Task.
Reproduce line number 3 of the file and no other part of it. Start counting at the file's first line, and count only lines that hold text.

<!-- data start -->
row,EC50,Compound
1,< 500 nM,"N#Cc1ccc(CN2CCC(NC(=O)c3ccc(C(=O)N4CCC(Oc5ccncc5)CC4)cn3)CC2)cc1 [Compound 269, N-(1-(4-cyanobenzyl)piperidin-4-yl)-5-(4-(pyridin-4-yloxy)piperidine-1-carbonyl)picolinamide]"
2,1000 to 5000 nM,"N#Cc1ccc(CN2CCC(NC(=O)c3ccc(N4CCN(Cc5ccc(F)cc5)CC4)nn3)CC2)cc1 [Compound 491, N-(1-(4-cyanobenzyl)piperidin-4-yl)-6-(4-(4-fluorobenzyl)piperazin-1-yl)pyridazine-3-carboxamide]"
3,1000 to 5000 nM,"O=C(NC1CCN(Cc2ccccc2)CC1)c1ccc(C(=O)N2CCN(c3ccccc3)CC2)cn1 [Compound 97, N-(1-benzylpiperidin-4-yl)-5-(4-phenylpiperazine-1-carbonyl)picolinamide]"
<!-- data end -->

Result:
2,1000 to 5000 nM,"N#Cc1ccc(CN2CCC(NC(=O)c3ccc(N4CCN(Cc5ccc(F)cc5)CC4)nn3)CC2)cc1 [Compound 491, N-(1-(4-cyanobenzyl)piperidin-4-yl)-6-(4-(4-fluorobenzyl)piperazin-1-yl)pyridazine-3-carboxamide]"